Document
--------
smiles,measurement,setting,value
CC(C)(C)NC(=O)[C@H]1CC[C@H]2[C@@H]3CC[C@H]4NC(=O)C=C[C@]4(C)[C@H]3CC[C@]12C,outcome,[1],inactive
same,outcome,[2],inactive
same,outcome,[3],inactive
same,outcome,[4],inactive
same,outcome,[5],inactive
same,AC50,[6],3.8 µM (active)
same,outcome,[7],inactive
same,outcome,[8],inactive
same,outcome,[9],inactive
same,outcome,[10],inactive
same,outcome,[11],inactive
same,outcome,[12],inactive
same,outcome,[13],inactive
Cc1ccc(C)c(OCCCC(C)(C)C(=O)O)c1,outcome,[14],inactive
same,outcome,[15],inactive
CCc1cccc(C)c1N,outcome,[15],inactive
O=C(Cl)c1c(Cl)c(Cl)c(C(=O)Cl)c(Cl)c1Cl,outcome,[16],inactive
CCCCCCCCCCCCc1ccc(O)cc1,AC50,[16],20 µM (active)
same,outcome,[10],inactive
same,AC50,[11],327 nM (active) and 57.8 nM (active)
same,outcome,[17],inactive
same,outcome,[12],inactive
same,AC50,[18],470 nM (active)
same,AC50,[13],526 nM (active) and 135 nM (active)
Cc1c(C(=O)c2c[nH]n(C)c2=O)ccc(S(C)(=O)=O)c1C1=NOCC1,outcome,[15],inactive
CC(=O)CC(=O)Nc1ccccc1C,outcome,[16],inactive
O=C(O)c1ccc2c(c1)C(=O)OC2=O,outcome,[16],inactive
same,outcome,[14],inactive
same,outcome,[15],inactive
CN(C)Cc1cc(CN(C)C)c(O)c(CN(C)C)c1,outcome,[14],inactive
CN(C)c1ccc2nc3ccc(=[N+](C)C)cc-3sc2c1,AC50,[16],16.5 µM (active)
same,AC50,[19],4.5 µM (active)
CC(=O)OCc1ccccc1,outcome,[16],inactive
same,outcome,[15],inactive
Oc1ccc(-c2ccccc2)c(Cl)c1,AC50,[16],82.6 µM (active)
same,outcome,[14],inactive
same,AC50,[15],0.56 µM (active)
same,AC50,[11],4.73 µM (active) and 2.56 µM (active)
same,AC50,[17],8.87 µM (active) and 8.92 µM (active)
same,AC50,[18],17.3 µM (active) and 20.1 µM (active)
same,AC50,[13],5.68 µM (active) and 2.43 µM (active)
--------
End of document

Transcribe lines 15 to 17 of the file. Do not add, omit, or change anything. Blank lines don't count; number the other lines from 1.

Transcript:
Cc1ccc(C)c(OCCCC(C)(C)C(=O)O)c1,outcome,[14],inactive
same,outcome,[15],inactive
CCc1cccc(C)c1N,outcome,[15],inactive